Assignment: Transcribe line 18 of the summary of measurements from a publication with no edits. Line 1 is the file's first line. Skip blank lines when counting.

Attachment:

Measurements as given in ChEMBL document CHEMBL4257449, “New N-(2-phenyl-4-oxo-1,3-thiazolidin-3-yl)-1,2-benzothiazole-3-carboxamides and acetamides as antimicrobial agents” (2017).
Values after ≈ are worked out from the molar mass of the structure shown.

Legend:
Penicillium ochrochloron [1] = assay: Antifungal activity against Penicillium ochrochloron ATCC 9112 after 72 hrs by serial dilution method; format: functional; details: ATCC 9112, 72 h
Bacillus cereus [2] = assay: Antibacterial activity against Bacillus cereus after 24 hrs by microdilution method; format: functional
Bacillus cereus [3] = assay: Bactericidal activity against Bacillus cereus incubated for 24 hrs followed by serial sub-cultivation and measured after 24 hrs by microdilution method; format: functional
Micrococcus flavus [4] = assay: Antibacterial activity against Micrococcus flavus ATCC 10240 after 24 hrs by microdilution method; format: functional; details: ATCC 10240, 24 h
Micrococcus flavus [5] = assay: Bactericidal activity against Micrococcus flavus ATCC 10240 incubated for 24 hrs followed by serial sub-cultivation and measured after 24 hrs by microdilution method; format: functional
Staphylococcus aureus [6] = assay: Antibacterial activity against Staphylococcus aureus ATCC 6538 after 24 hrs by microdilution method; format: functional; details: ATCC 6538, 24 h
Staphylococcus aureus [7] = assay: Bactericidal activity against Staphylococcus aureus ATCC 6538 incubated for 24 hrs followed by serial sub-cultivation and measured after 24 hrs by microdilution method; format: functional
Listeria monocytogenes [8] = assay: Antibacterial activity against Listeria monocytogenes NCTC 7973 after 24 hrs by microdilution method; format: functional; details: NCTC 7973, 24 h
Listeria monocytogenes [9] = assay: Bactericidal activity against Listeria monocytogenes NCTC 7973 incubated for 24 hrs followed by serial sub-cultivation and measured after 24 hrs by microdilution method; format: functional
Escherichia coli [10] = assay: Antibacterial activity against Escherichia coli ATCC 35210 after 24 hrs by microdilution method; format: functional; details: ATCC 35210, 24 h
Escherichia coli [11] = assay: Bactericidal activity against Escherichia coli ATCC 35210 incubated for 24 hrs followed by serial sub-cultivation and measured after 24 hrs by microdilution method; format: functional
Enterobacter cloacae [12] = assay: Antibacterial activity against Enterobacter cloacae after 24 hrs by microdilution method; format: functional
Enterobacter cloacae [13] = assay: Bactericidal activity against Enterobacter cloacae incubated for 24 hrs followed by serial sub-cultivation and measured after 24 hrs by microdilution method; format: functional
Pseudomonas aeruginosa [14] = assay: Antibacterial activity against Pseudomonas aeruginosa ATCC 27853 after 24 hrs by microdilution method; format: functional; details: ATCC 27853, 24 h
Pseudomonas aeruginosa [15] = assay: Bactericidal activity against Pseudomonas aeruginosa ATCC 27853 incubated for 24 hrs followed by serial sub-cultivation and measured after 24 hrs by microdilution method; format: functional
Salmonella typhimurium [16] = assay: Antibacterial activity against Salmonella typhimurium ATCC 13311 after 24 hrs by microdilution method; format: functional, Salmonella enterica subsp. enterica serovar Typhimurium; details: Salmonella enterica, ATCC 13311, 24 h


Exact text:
Pseudomonas aeruginosa [15] = assay: Bactericidal activity against Pseudomonas aeruginosa ATCC 27853 incubated for 24 hrs followed by serial sub-cultivation and measured after 24 hrs by microdilution method; format: functional